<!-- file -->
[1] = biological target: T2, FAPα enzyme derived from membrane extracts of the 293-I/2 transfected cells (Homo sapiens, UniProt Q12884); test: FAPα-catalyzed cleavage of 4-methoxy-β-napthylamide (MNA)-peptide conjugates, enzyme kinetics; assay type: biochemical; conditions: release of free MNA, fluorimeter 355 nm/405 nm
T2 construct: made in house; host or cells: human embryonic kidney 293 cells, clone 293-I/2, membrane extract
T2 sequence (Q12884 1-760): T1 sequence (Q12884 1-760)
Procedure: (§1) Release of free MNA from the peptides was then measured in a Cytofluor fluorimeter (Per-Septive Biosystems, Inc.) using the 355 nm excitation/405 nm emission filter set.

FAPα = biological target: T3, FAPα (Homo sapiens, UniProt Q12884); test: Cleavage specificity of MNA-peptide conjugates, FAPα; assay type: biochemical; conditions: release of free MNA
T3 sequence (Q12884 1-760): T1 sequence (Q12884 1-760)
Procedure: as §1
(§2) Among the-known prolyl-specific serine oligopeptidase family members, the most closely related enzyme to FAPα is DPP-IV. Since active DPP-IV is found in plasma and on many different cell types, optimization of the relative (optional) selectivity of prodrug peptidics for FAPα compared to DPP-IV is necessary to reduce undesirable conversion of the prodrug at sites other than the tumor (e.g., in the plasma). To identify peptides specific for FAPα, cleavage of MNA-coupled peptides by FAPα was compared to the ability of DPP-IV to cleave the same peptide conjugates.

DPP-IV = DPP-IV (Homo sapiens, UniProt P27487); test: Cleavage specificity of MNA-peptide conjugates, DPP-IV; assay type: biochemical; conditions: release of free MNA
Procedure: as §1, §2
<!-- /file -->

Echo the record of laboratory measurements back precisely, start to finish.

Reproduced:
[1] = biological target: T2, FAPα enzyme derived from membrane extracts of the 293-I/2 transfected cells (Homo sapiens, UniProt Q12884); test: FAPα-catalyzed cleavage of 4-methoxy-β-napthylamide (MNA)-peptide conjugates, enzyme kinetics; assay type: biochemical; conditions: release of free MNA, fluorimeter 355 nm/405 nm
T2 construct: made in house; host or cells: human embryonic kidney 293 cells, clone 293-I/2, membrane extract
T2 sequence (Q12884 1-760): T1 sequence (Q12884 1-760)
Procedure: (§1) Release of free MNA from the peptides was then measured in a Cytofluor fluorimeter (Per-Septive Biosystems, Inc.) using the 355 nm excitation/405 nm emission filter set.

FAPα = biological target: T3, FAPα (Homo sapiens, UniProt Q12884); test: Cleavage specificity of MNA-peptide conjugates, FAPα; assay type: biochemical; conditions: release of free MNA
T3 sequence (Q12884 1-760): T1 sequence (Q12884 1-760)
Procedure: as §1
(§2) Among the-known prolyl-specific serine oligopeptidase family members, the most closely related enzyme to FAPα is DPP-IV. Since active DPP-IV is found in plasma and on many different cell types, optimization of the relative (optional) selectivity of prodrug peptidics for FAPα compared to DPP-IV is necessary to reduce undesirable conversion of the prodrug at sites other than the tumor (e.g., in the plasma). To identify peptides specific for FAPα, cleavage of MNA-coupled peptides by FAPα was compared to the ability of DPP-IV to cleave the same peptide conjugates.

DPP-IV = DPP-IV (Homo sapiens, UniProt P27487); test: Cleavage specificity of MNA-peptide conjugates, DPP-IV; assay type: biochemical; conditions: release of free MNA
Procedure: as §1, §2